B. Agriculture

Root crops were the subsistence food of the people in the past and which were raised in the swiddens. With the introduction of rice farming practices expanded from dry agriculture to wet-rice. Aside from swiddens, paddies had to be constructed along areas where water was accessible.

1. Agricultural cycle

Swidden Agriculture/ Kaingin

Land preparation starts before the rainy season. Land selected for this type of farming is first cleaned by cutting branches of trees and grass. After a week when the brush is dry, the latter is gathered in the center of the field and burned. If the fire spreads, the community is mobilized to help stop the fire (shep-shep). One who causes fire through negligence is penalized.

Planting starts after the first heavy rain. With the use of a pointed wooden rod, root crops like gabi, kamote and ginger are planted. Palay is also planted as a main crop and surrounded by other vegetable crops, creating a diversified field. The farmer visits the swidden to clear it of weeds.

The swidden or uma is cultivated for an average of four years and then left to fallow for about six years to allow the soil to regenerate.

When one burns his swidden, he informs his neighbor or the whole community to avoid burning of houses and to alert the people so they are prepared to help in case of wildfire. The former also clears his boundary and puts the cut grass and brush in piles inside his swidden. Clearing the boundaries is called gasidan. A related term is daik or the cleared area or fire line around the field.

Wet- rice agriculture

In areas where water is available, rice paddies are constructed. These are usually located along the rivers or below mountain springs. Bamboo pipes (taroy) are used to bring water to the paddies. Irrigation canals (adaan or payas) were also constructed.

Before the rainy season, water is coursed to the paddy , after which the land is plowed. The paddies are immersed in water for a month to facilitate the decaying of weeds and grasses which serve as fertilizer and soil conditioner. The rice seedlings which have earlier been planted in a smaller field, are harvested and planted in the prepared paddies. This activity is done by women who also visit the paddies after a few months and remove the weeds. The men see to it that water continues to flow into the fields by cleaning the canals and making sure that the water is not diverted.

Apart from the water immersion method, another practice is for the plowed field to get dry in order that the weeds and seeds will dry up or decay. These also serve as fertilizers. Due to impatience and competition, farmers seldom practice this now. This practice is called kulada.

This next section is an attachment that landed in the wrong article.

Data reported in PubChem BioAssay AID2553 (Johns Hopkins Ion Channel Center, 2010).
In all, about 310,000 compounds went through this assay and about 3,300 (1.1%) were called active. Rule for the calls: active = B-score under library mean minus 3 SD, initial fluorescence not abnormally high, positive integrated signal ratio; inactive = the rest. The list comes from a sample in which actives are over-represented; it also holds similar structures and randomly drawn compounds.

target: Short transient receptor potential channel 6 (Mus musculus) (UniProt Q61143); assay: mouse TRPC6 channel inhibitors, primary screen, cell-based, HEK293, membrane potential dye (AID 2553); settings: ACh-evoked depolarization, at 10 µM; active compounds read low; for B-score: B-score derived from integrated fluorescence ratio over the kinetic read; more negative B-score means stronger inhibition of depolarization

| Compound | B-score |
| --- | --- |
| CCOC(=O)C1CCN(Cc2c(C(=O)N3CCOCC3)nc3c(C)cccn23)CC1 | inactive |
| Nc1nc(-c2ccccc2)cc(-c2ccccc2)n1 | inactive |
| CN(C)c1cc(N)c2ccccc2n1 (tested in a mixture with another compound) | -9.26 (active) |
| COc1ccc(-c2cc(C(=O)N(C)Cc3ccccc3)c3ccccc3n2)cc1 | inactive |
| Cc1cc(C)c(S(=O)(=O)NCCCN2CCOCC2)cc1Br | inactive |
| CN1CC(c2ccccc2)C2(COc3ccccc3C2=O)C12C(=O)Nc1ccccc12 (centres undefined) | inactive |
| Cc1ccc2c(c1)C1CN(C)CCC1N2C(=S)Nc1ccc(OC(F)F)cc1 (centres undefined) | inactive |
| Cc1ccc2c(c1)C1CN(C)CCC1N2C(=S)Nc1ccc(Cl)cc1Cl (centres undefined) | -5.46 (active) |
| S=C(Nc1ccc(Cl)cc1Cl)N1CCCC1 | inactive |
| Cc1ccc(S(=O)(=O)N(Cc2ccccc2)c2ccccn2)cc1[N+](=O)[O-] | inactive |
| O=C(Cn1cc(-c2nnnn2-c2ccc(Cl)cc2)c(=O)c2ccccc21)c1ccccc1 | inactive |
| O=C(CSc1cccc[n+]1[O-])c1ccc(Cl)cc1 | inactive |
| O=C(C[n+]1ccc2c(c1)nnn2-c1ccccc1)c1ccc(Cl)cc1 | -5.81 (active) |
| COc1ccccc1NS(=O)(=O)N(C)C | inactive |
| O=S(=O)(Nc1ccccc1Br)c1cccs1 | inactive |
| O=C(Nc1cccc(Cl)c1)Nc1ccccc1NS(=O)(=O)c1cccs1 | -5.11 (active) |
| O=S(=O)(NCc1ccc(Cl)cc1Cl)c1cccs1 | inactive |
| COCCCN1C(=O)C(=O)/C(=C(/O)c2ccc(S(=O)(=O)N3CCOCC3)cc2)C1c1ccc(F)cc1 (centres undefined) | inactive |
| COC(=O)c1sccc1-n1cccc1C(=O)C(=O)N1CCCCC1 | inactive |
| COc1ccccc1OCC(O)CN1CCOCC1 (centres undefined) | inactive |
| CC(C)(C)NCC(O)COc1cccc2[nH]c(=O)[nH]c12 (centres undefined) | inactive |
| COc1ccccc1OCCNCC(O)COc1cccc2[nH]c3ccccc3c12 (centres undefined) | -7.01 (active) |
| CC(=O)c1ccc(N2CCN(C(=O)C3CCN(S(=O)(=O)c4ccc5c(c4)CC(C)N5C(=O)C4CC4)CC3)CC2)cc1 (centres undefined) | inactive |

The practice of building stone or mud walls around paddies to prevent erosion is called kabiti. Canals or drainage systems are built to channel excess water from their fields to prevent destruction of plants and rice fields during the rainy season.

The rice variety planted in the first cropping which starts in January is the kintuman. The second crop planted in July and harvested in December is the sarujaw.

Rain-fed agriculture

Traditionally, the people in Tuba planted upland rice on land irrigated only during the rainy season. The land is loosened with the use of a carabao and plow after which rice grains are dropped into holes made by driving a wooden stick into the ground. Usually, the man walks ahead and makes the holes, followed by the woman who drops a few grains into a hole and covers it with soil using her foot. The field is visited by the man to keep birds from eating the grain. To scare the birds, he can put a scarecrow in the field or tie plastic strips on a string which he can hang on long sticks or poles placed around the field. The sap of a particular plant is rubbed on a pole and stuck on the ground in the field. The sticky sap serves as glue to catch birds and other pests touching it.

The months of June and July are the time for planting rain-fed lands. Planting must be done at this time to avoid pests. Farmers believe that when one plants in August, plants will be infested with many various pests. If sowing is done earlier, the plants will have already drown big and resistant to pests by the time August comes.

Harvesting is done in the months of September, October and November. These are believed to be tame or calm months when there is less rain and more sunny weather.

Tools consist of the bolo, ax and plow made of hard wood. Bamboo tubes are filled with seeds and dropped on the ground in swidden and rain-fed fields. The rakem is the iron tool with a wooden handle used for harvesting.

Other Beliefs and practices

Lumit is a form of thanksgiving celebration for the farmer who has just finished planting or harvesting. The farmer butchers an animal or makes traditional rice cakes and calls his neighbors to partake in the celebration. The people believe it is just proper to celebrate so that their planting or harvesting can result in prosperity.

People before were observant about the occurrence of the full moon. They believed that the best time to start their work or any task was on the first occurrence of the full moom because this brings good luck and prosperity. This applies to planting, building a house, setting out on a journey or starting a project. This is still practiced by some residents.